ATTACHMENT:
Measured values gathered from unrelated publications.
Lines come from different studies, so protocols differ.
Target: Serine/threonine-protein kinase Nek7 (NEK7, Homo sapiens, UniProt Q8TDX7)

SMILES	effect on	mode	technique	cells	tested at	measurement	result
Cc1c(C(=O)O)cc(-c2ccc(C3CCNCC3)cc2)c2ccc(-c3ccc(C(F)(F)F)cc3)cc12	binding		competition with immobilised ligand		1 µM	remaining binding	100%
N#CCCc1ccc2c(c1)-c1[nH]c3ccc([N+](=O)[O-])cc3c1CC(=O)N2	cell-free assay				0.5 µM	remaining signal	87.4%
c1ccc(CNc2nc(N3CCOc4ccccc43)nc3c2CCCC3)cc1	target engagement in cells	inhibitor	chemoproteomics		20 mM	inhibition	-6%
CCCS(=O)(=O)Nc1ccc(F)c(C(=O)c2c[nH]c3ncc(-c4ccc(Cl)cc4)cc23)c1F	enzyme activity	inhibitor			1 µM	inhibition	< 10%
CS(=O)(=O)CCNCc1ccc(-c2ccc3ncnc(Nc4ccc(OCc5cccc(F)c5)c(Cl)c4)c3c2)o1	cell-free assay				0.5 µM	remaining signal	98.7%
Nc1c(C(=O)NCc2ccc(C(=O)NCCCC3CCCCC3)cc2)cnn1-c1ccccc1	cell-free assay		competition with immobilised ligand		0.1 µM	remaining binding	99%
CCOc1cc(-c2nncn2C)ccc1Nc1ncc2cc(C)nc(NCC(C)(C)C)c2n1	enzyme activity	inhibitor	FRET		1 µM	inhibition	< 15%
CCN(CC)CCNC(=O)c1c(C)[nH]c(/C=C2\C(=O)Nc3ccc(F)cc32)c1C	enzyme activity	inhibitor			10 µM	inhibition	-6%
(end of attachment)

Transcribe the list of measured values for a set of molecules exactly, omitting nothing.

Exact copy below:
Measured values gathered from unrelated publications.
Lines come from different studies, so protocols differ.
Target: Serine/threonine-protein kinase Nek7 (NEK7, Homo sapiens, UniProt Q8TDX7)

SMILES	effect on	mode	technique	cells	tested at	measurement	result
Cc1c(C(=O)O)cc(-c2ccc(C3CCNCC3)cc2)c2ccc(-c3ccc(C(F)(F)F)cc3)cc12	binding		competition with immobilised ligand		1 µM	remaining binding	100%
N#CCCc1ccc2c(c1)-c1[nH]c3ccc([N+](=O)[O-])cc3c1CC(=O)N2	cell-free assay				0.5 µM	remaining signal	87.4%
c1ccc(CNc2nc(N3CCOc4ccccc43)nc3c2CCCC3)cc1	target engagement in cells	inhibitor	chemoproteomics		20 mM	inhibition	-6%
CCCS(=O)(=O)Nc1ccc(F)c(C(=O)c2c[nH]c3ncc(-c4ccc(Cl)cc4)cc23)c1F	enzyme activity	inhibitor			1 µM	inhibition	< 10%
CS(=O)(=O)CCNCc1ccc(-c2ccc3ncnc(Nc4ccc(OCc5cccc(F)c5)c(Cl)c4)c3c2)o1	cell-free assay				0.5 µM	remaining signal	98.7%
Nc1c(C(=O)NCc2ccc(C(=O)NCCCC3CCCCC3)cc2)cnn1-c1ccccc1	cell-free assay		competition with immobilised ligand		0.1 µM	remaining binding	99%
CCOc1cc(-c2nncn2C)ccc1Nc1ncc2cc(C)nc(NCC(C)(C)C)c2n1	enzyme activity	inhibitor	FRET		1 µM	inhibition	< 15%
CCN(CC)CCNC(=O)c1c(C)[nH]c(/C=C2\C(=O)Nc3ccc(F)cc32)c1C	enzyme activity	inhibitor			10 µM	inhibition	-6%